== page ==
As the campaigners for an Anglophone for Presidency 2018 have for the past two years been articulating, supporting an Anglophone for Presidency 2018 by the majority francophone electorate, would not only be an act of poetic justice but a balancing act after 55 years of francophone leadership. As it was stated then and now, an Anglophone Presidency from 2018 would be the beginning of the inauguration of a rotatory Presidency between Anglophones and francophones.
The current ‘divide and rule’ system where the Presidency is reserved for francophone elites and where the Prime Ministry is being wielded as a bait and a prized jewel between the North West and South West, is not only diabolic in its nature but a deliberate attempt by the francophone-led leadership to permanently reduce Anglophones to second class citizenship. Even if this worked out with the older generation of bellicose North Westerners and South Westerners who permanently discredited each other to gain the francophone leadership’s favours, the current events in Anglophone Cameroon, are proof positive that the youths would not settle for such cheap gimmicks.
Reason-why they have been unanimous in rejecting the demeaning post of Prime Minister and have resolutely set their eyes on the Presidency in 2018. Not more, not less. Already, campaigners for an Anglophone for Presidency 2018 since muted the idea that it was also time our francophone brethen enjoy the fruits of being Prime Minister, Head of Government, beginning from 2018.
After all, is it not Adolf Mongo Dipoko, author of the bestselling book: The Anglophone Soul who wrote that: ‘When the Prime Minister is Francophone; he wields real power and authority? But when that office comes to an Anglophone, he is hedged in-between a francophone Secretary General at the Presidency and another at the Prime Minister’s Office. At the same time he is saddled with not one, but two, Deputy Prime Ministers on whom real power devolves’?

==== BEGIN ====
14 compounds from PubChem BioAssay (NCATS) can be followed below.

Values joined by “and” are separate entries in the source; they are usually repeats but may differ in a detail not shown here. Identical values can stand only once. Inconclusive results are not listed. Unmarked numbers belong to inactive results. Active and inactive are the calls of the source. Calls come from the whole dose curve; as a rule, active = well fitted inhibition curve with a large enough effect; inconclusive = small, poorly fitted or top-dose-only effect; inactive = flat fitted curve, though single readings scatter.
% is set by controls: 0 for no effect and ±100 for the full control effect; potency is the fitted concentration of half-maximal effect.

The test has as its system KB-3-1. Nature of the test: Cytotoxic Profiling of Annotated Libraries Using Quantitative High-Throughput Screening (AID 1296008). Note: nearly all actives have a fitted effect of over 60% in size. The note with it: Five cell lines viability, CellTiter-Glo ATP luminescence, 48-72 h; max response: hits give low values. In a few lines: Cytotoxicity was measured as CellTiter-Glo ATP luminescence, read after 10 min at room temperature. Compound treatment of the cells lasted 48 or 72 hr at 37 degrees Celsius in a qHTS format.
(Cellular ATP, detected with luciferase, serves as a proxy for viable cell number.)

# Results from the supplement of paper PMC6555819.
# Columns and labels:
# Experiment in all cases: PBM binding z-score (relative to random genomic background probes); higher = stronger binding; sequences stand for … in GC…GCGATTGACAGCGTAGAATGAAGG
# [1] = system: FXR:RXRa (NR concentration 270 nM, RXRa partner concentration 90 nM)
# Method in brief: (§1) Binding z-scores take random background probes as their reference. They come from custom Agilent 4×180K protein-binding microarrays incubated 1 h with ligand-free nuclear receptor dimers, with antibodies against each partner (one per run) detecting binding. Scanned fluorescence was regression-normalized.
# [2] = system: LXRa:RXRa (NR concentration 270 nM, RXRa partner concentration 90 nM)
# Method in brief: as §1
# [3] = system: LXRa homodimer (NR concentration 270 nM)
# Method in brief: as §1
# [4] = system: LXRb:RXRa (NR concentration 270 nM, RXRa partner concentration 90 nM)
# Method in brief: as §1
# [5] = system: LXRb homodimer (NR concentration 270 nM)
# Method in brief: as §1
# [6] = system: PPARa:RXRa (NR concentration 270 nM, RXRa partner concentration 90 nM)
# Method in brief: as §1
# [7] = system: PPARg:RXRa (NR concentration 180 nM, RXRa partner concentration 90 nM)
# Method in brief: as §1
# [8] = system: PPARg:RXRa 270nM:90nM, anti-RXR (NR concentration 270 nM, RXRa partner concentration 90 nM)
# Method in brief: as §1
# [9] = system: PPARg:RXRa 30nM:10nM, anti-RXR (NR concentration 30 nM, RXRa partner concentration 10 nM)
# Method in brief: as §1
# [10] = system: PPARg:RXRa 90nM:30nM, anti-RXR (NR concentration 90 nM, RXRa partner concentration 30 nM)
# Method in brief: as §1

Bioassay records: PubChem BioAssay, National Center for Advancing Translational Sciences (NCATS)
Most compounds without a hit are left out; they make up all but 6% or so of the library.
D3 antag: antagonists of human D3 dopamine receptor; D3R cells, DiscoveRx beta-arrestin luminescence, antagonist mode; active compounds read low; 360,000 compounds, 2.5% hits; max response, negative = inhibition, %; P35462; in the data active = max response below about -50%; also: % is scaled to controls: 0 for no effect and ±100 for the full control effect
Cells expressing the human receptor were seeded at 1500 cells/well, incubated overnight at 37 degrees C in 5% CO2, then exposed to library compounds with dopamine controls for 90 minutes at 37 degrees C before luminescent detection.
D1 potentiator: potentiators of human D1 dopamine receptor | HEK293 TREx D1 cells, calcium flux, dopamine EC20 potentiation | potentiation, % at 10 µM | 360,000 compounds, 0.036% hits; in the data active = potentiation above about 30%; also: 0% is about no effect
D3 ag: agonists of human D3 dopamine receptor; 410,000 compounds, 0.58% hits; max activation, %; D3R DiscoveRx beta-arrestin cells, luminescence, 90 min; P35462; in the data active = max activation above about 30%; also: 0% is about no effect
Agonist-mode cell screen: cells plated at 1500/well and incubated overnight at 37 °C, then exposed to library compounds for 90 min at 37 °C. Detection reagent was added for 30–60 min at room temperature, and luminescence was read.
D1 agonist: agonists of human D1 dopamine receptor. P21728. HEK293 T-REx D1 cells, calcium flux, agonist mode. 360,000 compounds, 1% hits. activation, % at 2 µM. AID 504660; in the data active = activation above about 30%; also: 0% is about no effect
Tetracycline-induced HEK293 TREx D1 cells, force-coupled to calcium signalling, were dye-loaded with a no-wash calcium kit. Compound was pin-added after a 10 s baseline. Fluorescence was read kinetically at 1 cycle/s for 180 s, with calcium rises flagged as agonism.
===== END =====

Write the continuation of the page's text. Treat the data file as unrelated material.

One only needs to assess the manner with which francophone ministers were declaring in Yaoundé that the demands raised by Anglophone teachers and Common Law Lawyers were baseless even as Philemon Yang was burning the midnight oil in Bamenda struggling to appease the protesters. If Issa Chiroma of Communication, Laurent Esso of Justice and Fame Ndongo of Higher Education knew, even remotely, that Philemon Yang as Prime Minister and Head of Government wielded any power and authority beyond that name, they would have for courtesy’s sake, even waited for him to return from his fact finding mission in Bamenda before making any declarations engaging the government. Yet, they went ahead and stated an official government position against Anglophones that have not changed till date, even as the strike persist, and even as Anglophone youths are being brutally killed, maimed and raped by Gendarmes under the pretext of maintaining Law and Order.
Given the extreme radicalization of Anglophone youths through the official policy of arrogance by the francophone-led Yaoundé regime to an extent that they are now ready to sacrifice their lives for either a federation or the restoration of the Southern Cameroons nationhood; and given the level of conscientization of Anglophone masses, as well as the vivid memories of the fact that if SDF Chairman, Ni John Fru Ndi would have become Cameroon’s President in 1992 if he was a francophone, Cameroon can only remain ‘one and indivisible’ if an Anglophone is elected President in 2018.
Truth be told. The only way for Cameroon to remain ‘one and indivisible’ is when it moves fast to transform the form of state from the failed unitary state that has only succeeded in dividing and pitting Cameroonians against each into a Federal system where every region manages its local development and where the Federal government in Yaoundé controls sovereign ministries, territorial integrity and foreign affairs. Only an Anglophone Present from 2018 can ensure that.
‘Whoever tries to save his life will lose it, but whoever loses his life will preserve it’
Luke 17:33 Gwain Colbert is a campaigner for Anglophone for Presidency 2018